Monitoring Hard Drive and RAID Health

By default, you won’t find out that one of your hard drives has failed until the data is gone. Even if you are using a software or hardware RAID, it will only continue to function if you replace failed drives. I have seen RAIDs run in degraded mode for months or years until additional drive failures ruined any chance of data recovery.

Drives and operating systems are designed to work around issues as best they can until absolute failure. However, that doesn’t mean that you can’t monitor the situation and receive an alert as soon as the first problem develops.

If you do not have a dedicated hardware RAID controller, there are two utilities to be configured and started: smartd and mdadm. The smartd daemon reads hard drive S.M.A.R.T. health data directly off the drives and sends alerts of any changes. Similarly, mdadm watches the health of your Linux software RAIDs for any problems.

If you are using a hardware RAID controller, then it manages some of these tasks. However, you must be sure to properly configure the automated alerts within the controller’s management interface – check the manual for full instructions. Additionally, you may be able to monitor hard drive health data if the controller supports it (3ware and ARECA cards are known to work) – see the smartd man page.

smartd

Here are the standard entries I use in /etc/smartd.conf:

/dev/sda -a -d ata -m eliot@example.com -H -l error -l selftest -M test -o on -S on -s (S/../../3/03|L/../15/./04)
/dev/sdb -a -d ata -m eliot@example.com -H -l error -l selftest -o on -S on -s (S/../../3/04|L/../15/./05)

These lines are fairly convoluted. In this example, they monitor drives /dev/sda and /dev/sdb by performing the following tasks:

  • E-mailing all alerts to eliot@example.com
  • Sending one test e-mail upon startup
  • Watch for any critical failure warnings in the SMART data
  • Monitor the results of hard drive self tests
  • Enables Automatic Offline Testing of the drives
  • Run a short self test on each drive once a week (3am for sda; 4am for sdb)
  • Run a long self test on each drive once a month (4am for sda; 5am for sdb)

Once you have written the configuration file, you need to start the service:

/etc/init.d/smartd start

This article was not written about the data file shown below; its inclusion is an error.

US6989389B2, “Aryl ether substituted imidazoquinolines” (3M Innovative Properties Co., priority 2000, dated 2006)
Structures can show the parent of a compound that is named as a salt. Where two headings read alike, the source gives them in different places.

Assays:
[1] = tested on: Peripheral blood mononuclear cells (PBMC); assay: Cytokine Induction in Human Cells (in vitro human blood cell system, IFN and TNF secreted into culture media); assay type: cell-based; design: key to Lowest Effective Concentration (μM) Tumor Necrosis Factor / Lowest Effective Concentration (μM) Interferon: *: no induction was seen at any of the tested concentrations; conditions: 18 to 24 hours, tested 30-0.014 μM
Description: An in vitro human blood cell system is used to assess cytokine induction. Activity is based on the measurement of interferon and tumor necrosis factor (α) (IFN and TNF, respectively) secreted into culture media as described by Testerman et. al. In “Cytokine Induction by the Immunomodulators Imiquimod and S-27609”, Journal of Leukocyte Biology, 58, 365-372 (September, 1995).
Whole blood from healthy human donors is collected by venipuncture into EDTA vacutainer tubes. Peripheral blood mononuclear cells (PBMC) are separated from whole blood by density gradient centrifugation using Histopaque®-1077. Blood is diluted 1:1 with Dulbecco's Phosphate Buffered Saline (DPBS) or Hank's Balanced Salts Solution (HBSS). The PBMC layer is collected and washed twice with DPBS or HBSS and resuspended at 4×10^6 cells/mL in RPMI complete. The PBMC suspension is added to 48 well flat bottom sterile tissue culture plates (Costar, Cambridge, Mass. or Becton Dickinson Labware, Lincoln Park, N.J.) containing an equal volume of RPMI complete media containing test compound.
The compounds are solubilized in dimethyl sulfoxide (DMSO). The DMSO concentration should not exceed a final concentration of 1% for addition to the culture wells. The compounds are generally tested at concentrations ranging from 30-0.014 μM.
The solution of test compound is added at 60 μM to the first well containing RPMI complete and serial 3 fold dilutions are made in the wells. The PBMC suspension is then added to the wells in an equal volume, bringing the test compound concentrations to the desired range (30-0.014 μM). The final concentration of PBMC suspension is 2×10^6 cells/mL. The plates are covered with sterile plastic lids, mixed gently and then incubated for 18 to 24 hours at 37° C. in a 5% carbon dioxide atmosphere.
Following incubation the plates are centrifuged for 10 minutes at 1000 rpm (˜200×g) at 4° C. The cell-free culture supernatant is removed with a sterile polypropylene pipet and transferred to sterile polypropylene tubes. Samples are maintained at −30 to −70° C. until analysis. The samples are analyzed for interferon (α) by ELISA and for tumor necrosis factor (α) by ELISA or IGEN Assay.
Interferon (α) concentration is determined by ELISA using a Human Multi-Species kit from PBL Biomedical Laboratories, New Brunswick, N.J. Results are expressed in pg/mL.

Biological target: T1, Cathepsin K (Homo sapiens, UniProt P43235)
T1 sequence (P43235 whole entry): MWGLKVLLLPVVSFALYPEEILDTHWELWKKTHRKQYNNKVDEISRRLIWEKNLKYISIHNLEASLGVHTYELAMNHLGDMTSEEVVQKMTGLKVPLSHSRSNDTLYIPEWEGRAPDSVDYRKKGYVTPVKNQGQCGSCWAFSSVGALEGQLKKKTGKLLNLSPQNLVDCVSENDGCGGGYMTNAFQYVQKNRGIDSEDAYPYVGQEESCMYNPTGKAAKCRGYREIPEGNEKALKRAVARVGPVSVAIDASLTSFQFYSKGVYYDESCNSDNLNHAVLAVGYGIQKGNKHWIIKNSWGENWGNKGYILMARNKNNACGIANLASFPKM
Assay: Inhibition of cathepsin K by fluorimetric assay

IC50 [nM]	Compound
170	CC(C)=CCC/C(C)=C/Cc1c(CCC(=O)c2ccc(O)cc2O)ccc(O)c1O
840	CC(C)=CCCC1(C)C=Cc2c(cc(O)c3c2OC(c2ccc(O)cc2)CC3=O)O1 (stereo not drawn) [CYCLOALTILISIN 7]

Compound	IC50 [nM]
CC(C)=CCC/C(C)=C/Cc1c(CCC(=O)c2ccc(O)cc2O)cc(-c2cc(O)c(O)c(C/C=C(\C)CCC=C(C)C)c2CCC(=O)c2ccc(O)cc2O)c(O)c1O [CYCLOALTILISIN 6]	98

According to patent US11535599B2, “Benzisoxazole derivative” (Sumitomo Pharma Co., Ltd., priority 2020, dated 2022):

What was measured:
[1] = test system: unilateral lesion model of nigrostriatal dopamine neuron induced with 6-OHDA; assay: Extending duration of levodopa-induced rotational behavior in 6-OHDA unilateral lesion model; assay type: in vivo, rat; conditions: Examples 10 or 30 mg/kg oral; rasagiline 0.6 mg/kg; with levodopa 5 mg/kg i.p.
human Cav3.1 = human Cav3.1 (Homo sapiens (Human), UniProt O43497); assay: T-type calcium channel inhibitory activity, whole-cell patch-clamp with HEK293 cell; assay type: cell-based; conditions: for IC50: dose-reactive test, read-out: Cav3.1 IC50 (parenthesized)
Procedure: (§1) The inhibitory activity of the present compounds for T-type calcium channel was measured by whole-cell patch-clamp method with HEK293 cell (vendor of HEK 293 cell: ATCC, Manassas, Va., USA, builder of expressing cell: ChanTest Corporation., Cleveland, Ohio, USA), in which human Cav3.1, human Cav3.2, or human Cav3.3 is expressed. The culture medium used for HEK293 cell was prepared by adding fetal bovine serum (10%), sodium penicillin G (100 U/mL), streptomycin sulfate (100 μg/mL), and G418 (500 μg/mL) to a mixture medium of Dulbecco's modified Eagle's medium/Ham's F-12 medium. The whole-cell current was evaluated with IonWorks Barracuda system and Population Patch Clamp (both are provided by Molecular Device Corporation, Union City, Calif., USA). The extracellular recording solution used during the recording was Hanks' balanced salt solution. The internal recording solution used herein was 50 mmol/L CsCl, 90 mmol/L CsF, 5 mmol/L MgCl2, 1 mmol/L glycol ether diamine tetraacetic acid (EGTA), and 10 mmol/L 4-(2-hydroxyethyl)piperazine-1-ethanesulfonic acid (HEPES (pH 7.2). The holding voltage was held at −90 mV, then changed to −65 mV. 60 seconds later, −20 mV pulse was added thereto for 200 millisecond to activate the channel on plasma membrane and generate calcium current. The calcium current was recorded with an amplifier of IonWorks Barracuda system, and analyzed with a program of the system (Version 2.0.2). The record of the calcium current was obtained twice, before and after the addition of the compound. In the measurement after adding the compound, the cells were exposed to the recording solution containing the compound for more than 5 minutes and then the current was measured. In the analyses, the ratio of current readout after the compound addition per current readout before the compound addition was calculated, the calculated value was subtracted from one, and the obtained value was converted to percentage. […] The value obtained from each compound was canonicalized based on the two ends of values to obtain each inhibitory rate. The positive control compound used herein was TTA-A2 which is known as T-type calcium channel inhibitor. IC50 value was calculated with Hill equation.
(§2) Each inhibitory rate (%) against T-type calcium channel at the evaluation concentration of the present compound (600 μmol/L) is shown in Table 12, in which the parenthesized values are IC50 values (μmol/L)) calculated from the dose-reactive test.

To ensure the service starts at boot, you’ll need to add it to the boot sequence. The exact command depends upon your Linux distribution:

chkconfig --add smartd        (Red Hat, Fedora and SUSE)
rc-update add smartd default  (Gentoo)
update-rc.d mdadm defaults    (Debian)

mdadm

To monitor Linux software RAIDs, you’ll need at least the following lines in /etc/mdadm.conf:

DEVICE /dev/sd[ab]1 /dev/sd[ab]5 /dev/sd[ab]6 /dev/sd[ab]7 /dev/sd[ab]8 /dev/sd[ab]10

ARRAY /dev/md1 devices=/dev/sda1,/dev/sdb1
ARRAY /dev/md5 devices=/dev/sda5,/dev/sdb5
ARRAY /dev/md6 devices=/dev/sda6,/dev/sdb6
ARRAY /dev/md7 devices=/dev/sda7,/dev/sdb7
ARRAY /dev/md8 devices=/dev/sda8,/dev/sdb8
ARRAY /dev/md10 devices=/dev/sda10,/dev/sdb10

MAILADDR eliot@example.com

Using this example, any changes to the listed md devices will be immediately e-mailed to eliot@example.com.

Note that some newer versions of mdadm require that devices be identified by UUID (e.g. f4849d33:f8c1ce1c:ac28ac18:9d4741e7) rather than raw device name (e.g. /dev/md1). If this is the case, run mdadm --detail /dev/md1 for each RAID.

Once you have written the configuration file, you need to start the service. Some distributions use the name mdadm and others use mdmonitor:

/etc/init.d/mdadm start

To ensure the service starts at boot, you’ll need to add it to the boot sequence. The exact command depends upon your Linux distribution:

chkconfig --add mdadm        (Red Hat, Fedora and SUSE)
rc-update add mdadm default  (Gentoo)
update-rc.d mdadm defaults   (Debian)

As always, be certain that you use your own e-mail address and the names of the actual hard drives and arrays in your system.

Eliot Eshelman

About Eliot Eshelman

My interests span from astrophysics to bacteriophages; high-performance computers to small spherical magnets. I've been an avid Linux geek (with a focus on HPC) for more than a decade. I work as Microway's Vice President of Strategic Accounts and HPC Initiatives.
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5 Responses to Monitoring Hard Drive and RAID Health

  1. Avatar Kent Hamon says:

    Hi,

    Are there any comparable RAID array monitoring utilities for Windows Server 2008 R2?

    Thanks,
    Kent

  2. I was unable to do a “chkconfig –add mdadm” on my Centos 5.8 box. the mdadm package is installed. Maybe that is a RHEL 6-ism?

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